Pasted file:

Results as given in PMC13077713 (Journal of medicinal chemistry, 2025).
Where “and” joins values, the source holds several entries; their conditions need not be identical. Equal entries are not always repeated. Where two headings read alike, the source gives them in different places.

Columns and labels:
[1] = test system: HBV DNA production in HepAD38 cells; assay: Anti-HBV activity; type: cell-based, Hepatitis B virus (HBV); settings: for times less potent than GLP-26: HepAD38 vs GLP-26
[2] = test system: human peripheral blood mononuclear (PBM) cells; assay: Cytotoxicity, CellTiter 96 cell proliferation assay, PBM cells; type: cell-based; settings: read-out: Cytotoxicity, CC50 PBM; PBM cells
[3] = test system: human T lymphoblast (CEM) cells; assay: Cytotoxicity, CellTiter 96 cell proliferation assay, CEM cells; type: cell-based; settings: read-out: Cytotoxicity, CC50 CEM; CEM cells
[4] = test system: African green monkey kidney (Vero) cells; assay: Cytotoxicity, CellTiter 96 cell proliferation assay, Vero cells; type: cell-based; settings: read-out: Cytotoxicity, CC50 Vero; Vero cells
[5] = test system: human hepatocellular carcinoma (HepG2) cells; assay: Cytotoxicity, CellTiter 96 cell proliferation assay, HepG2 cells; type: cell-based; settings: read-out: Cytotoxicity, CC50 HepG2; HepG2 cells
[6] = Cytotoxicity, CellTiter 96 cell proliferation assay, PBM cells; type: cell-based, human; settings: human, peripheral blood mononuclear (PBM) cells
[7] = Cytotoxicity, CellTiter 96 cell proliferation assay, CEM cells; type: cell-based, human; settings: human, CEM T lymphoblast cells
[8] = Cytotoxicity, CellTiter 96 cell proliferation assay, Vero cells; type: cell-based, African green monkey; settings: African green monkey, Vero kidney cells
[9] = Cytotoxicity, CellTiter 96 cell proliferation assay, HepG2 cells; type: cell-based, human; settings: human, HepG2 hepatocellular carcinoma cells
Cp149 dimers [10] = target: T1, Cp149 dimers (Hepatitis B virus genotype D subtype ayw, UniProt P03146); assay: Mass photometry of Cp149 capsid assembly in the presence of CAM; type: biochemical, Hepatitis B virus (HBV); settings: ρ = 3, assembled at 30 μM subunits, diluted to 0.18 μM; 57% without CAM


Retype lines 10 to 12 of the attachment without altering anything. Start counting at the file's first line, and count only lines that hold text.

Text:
[7] = Cytotoxicity, CellTiter 96 cell proliferation assay, CEM cells; type: cell-based, human; settings: human, CEM T lymphoblast cells
[8] = Cytotoxicity, CellTiter 96 cell proliferation assay, Vero cells; type: cell-based, African green monkey; settings: African green monkey, Vero kidney cells
[9] = Cytotoxicity, CellTiter 96 cell proliferation assay, HepG2 cells; type: cell-based, human; settings: human, HepG2 hepatocellular carcinoma cells